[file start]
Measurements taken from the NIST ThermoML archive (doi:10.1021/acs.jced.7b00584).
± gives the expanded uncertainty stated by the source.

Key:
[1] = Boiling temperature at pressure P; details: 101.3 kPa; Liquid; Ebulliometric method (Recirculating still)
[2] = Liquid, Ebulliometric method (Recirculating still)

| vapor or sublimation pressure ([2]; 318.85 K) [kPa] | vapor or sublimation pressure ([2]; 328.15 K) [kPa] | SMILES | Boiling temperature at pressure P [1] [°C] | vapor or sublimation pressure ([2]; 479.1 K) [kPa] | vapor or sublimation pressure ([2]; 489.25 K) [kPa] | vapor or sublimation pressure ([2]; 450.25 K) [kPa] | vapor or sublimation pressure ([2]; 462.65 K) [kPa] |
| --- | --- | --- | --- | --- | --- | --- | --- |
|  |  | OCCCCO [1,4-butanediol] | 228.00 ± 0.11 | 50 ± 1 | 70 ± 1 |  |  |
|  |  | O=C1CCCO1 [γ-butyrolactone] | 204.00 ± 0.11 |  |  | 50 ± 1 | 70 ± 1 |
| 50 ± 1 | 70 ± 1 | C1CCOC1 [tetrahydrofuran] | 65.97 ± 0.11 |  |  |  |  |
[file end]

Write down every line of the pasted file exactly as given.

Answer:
Measurements taken from the NIST ThermoML archive (doi:10.1021/acs.jced.7b00584).
± gives the expanded uncertainty stated by the source.

Key:
[1] = Boiling temperature at pressure P; details: 101.3 kPa; Liquid; Ebulliometric method (Recirculating still)
[2] = Liquid, Ebulliometric method (Recirculating still)

| vapor or sublimation pressure ([2]; 318.85 K) [kPa] | vapor or sublimation pressure ([2]; 328.15 K) [kPa] | SMILES | Boiling temperature at pressure P [1] [°C] | vapor or sublimation pressure ([2]; 479.1 K) [kPa] | vapor or sublimation pressure ([2]; 489.25 K) [kPa] | vapor or sublimation pressure ([2]; 450.25 K) [kPa] | vapor or sublimation pressure ([2]; 462.65 K) [kPa] |
| --- | --- | --- | --- | --- | --- | --- | --- |
|  |  | OCCCCO [1,4-butanediol] | 228.00 ± 0.11 | 50 ± 1 | 70 ± 1 |  |  |
|  |  | O=C1CCCO1 [γ-butyrolactone] | 204.00 ± 0.11 |  |  | 50 ± 1 | 70 ± 1 |
| 50 ± 1 | 70 ± 1 | C1CCOC1 [tetrahydrofuran] | 65.97 ± 0.11 |  |  |  |  |